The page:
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Produced by Think-Tanks’TV.
The Palestine Monitor was established in December 2000, after the start of the Second Intifada. Since then, The Palestine Monitor has documented a broad scale of human rights abuses carried out by the Israeli government and military across the West Bank, Gaza Strip and East Jerusalem.
Their website: palestinemonitor.org .
On June 17, the first fully Palestinian state-funded satellite TV channel, “Palestine 48” went live. The network, based in Nazareth in Israel, aspires to give voice to the 20% of Israel’s Arab population.
A day after P48 launch, Israeli Prime Minister Benjamin Netanyahu, ordered the Communication Ministry Director General Shlomo Filber to investigate into the channel’s constitutionalit
Recently, Israeli authorities announced a six month closure of the channel. Public Security Minister Gilad Erdan said: “I will not allow for Israel’s sovereignty to be harmed or for the Palestinian Authority to gain a foothold in Israeli territory.”
Sanaa Hammoud, a member of the P48’s advisory board, believes the Communication Ministry’s investigation into P48, which may aim to ultimately shut the channel permanently, is part of a larger campaign to silence the Arab public and ultimately de-legitimise their citizenship.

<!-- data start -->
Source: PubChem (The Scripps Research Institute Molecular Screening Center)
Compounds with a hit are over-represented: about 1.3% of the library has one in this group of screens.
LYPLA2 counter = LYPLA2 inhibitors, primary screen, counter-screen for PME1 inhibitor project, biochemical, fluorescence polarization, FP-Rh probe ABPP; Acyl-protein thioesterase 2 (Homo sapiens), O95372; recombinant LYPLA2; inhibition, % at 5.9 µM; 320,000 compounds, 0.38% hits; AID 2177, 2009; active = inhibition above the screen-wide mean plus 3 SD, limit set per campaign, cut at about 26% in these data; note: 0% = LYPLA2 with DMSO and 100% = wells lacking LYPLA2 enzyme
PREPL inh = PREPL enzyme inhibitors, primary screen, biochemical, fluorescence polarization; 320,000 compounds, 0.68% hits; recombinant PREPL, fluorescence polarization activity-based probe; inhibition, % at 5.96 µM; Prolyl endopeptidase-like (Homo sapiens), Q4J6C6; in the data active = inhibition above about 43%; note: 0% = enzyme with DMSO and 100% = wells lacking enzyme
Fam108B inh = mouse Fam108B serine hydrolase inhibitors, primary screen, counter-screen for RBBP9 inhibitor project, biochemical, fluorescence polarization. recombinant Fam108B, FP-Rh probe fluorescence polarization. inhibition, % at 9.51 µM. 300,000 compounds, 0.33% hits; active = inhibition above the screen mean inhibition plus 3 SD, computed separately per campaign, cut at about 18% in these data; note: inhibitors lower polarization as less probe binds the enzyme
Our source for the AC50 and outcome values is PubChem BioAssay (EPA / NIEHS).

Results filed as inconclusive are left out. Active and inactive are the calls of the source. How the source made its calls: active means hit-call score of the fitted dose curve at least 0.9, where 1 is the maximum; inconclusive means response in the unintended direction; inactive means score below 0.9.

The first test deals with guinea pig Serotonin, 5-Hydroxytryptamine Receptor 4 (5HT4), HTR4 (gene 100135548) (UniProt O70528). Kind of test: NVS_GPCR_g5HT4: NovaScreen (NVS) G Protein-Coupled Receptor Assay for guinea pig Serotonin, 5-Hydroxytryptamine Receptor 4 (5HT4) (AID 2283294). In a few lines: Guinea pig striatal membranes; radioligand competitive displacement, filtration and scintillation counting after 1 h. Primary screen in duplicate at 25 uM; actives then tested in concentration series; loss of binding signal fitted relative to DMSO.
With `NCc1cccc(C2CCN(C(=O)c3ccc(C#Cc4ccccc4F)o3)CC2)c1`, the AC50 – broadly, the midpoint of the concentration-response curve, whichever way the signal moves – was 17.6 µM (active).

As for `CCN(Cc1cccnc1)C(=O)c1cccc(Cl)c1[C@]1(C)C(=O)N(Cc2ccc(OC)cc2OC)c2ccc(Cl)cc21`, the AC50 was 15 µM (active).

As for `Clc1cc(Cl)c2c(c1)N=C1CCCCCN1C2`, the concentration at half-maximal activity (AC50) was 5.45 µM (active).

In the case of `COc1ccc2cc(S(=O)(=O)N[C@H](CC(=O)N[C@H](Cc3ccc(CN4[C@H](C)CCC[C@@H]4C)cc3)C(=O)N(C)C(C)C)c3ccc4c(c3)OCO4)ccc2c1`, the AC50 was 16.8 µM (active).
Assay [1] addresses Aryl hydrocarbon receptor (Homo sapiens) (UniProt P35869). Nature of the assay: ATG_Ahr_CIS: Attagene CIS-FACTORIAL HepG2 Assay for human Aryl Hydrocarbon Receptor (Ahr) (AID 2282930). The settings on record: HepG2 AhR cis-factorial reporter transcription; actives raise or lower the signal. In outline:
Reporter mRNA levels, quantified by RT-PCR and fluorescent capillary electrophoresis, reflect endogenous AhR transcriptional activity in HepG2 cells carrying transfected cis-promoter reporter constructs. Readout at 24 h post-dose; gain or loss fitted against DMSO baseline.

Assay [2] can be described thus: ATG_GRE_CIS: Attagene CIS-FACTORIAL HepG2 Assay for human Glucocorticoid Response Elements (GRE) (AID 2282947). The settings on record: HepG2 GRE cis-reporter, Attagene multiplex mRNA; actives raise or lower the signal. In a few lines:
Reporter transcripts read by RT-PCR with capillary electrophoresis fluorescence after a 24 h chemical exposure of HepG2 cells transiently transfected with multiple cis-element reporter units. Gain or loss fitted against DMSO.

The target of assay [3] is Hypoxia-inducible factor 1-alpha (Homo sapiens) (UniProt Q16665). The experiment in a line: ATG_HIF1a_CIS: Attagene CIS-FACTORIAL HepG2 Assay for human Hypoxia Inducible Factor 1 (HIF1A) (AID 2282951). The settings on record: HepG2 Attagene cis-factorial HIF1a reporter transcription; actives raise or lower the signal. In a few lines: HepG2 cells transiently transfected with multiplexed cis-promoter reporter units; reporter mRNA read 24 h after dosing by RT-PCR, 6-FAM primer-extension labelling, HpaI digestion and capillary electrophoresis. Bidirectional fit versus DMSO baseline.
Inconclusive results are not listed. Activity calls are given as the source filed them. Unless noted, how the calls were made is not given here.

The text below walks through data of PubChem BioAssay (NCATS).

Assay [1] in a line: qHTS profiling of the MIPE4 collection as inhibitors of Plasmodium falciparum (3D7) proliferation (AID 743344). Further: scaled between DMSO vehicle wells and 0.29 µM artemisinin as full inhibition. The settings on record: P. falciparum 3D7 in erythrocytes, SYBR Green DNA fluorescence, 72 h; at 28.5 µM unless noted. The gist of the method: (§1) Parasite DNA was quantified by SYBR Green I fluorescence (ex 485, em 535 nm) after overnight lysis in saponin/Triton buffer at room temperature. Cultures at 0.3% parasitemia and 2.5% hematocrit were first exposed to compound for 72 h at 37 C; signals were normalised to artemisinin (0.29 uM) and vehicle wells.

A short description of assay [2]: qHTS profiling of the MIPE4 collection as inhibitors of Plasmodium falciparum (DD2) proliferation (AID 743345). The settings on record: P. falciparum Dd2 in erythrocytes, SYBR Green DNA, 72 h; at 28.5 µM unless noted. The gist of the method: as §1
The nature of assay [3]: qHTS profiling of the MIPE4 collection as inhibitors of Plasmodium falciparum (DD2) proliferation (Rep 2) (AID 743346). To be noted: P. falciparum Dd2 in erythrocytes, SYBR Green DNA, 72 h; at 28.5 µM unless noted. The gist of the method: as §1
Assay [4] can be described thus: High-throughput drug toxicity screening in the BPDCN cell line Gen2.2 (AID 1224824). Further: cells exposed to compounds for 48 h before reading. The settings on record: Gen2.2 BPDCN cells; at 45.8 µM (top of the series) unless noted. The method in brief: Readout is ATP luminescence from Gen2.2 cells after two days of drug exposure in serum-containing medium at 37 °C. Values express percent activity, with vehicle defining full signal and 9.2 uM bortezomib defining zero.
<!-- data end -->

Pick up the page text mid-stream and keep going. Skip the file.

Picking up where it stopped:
In July 2014, the then Communication Minister, Gilan Erdan, tried to enforce the removal of Al-Jazeera from the list of channels available in Israel, accusing the Qatari-based news network of broadcasting what he deemed to be unlawful and provocative material. In May2015, the Israeli Communication Ministry suspended funding for the Al-Midan Arab Theatre in Haifa, following the city council’s uproar over staging “A Parallel Time”, a play written by Bashar Murkus, a 22-year-old Haifa University graduate.
According to a political science professor at Tel Aviv University, this systematic targeting of Arab cultural institutions in Israel and restrictions implicating freedom of expression increase the inequality between Arab and Jewish citizens of Israel in official public spaces and intensify the exclusionist nature of the Israeli public sphere.
Nevertheless, the channel is still broadcasting and has already registered interest from Jordan, Syria, Egypt, or the Gulf, as well as Arab communities in Europe.
The beautiful and interesting thing is that a lot of its viewers are Jews based in Tel Aviv, which demonstrates that there is an interest among Israeli-Jewish population as there are many of them who speak Arabic language.